Well, my mind was the matter. For almost 10 months. During that time and despite outward appearances, I thought very negative things about myself, I struggled to bond with my new baby, I all but ruined a family trip to Australia, and worst of all I completely alienated myself from Tim. My husband, my pillar of strength, the other half of my heart was slowing becoming a stranger with whom I begrudgingly shared my house.
Around month eight of this (most unheroic) saga I started yearning for another woman to knock on my door and pour her heart out to me about her experience with PPD. In this fantasy the woman wouldn’t ask me how I was feeling, she wouldn’t ask me anything, she’d just share her story with this unbridled desire to let me know I wasn’t alone and I wasn’t crazy. I felt so alone and so crazy.
For me, the knock didn’t come in the form of some strange female crusader, but rather my husband. And he came bearing questions. I distinctly remember the night he finally sat me down and asked me what was going on. The way he asked the question was blunt, but it saved us, me, everything. I said nothing for a long time. He sat there and listened to my nothing for just as long. When I started enumerating all of his flaws, all of the ways he’d been hurting me and neglecting me, he listened with both pain and sympathy spread across his face. My stabbing words were untrue, and he knew it, but they still hurt. I was well past the point of hysterical by the time he stood up and wrapped my convulsing, sobbing body in the most sincere hug I’ve ever received and just held me there.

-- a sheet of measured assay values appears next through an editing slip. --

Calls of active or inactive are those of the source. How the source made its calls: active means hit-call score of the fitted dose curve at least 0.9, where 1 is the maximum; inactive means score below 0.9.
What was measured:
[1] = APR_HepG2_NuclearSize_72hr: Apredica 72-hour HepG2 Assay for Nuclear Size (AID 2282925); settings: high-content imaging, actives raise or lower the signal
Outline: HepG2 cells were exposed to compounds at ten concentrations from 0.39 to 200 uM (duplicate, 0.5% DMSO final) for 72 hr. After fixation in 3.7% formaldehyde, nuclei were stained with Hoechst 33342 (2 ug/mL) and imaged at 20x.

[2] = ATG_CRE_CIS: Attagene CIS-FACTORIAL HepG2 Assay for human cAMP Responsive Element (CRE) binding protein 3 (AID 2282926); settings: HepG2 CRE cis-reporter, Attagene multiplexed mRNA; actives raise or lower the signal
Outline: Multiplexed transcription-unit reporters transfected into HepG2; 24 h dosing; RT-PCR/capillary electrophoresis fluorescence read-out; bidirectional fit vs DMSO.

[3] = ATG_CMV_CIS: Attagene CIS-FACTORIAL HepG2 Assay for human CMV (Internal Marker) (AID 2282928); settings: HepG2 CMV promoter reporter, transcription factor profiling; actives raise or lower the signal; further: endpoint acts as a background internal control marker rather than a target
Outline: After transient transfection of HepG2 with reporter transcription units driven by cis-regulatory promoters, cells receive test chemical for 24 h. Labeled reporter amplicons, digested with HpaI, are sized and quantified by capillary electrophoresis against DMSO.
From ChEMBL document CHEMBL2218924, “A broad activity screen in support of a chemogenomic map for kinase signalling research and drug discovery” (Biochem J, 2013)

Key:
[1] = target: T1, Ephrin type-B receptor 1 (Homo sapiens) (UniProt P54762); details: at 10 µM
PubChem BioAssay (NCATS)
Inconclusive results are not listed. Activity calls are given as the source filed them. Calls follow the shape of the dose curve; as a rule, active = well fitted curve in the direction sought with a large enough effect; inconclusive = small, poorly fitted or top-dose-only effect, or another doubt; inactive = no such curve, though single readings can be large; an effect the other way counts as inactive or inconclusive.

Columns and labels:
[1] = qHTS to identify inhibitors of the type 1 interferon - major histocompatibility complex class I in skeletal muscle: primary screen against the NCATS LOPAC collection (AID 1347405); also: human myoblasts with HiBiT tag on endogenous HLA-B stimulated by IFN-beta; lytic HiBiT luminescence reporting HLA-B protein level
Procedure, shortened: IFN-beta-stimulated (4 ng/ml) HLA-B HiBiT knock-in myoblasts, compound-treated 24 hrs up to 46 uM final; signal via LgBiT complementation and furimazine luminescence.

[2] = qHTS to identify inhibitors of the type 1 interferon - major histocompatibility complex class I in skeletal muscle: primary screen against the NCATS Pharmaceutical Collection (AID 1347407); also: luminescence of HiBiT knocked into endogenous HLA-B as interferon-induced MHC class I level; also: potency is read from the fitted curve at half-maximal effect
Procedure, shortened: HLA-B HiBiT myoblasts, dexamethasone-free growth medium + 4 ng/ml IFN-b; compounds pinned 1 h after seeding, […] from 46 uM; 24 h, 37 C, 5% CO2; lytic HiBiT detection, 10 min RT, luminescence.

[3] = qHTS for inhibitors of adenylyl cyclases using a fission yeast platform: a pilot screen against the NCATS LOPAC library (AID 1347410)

Together, we sought help. After months of enduring my cruelty he sat with me in the doctor’s office and held my hand, wiped my tears, and encouraged me not to be afraid to tell the truth. I know I’ll never get a chance to relive those dark months, but because of them I can live out the remainder of my life as a (WAY) happier, stronger, and more compassionate person. Tim, my love, thank you.
Up to this point I’ve shared my story, or parts of it, with six other people (healthcare providers included). I decided to uncage it today with the hope that I can be the knock on the door for someone else. Someone who just wants to know he/she’s not alone. You’re not alone.
Switching gears. A friend of mine recently asked for a healthier spaghetti recipe and this is what I came up with. It’s loaded with veggies and protein and if you choose gluten free pasta and bread crumbs, I think just about anyone can eat it. If you decide to give these vegan meatballs a try, do NOT add them to the sauce (like I did in the picture). Unlike their meaty brethren, they don’t get better after a long hot soak in the sauce. They get mushy, and quite honestly a little gross. I adapted them from this recipe on vegan goddess, Dana Shultz’s website Minimalist Baker.
Finally, this recipe is like a big husband hug. It’s healthy and comforting; it holds on to you and without a single word makes you feel like everything is okay. The recipe isn’t difficult, but it requires a bit of work. If you let the people you love most help you with it, it’s infinitely better. Happy cooking. XO!
- 3 medium Carrots
- 1 small Yellow squash
- 1 small Zucchini
- 1 Red bell pepper, seeded
- 1 large stalk Celery (keep leaves on if they're there)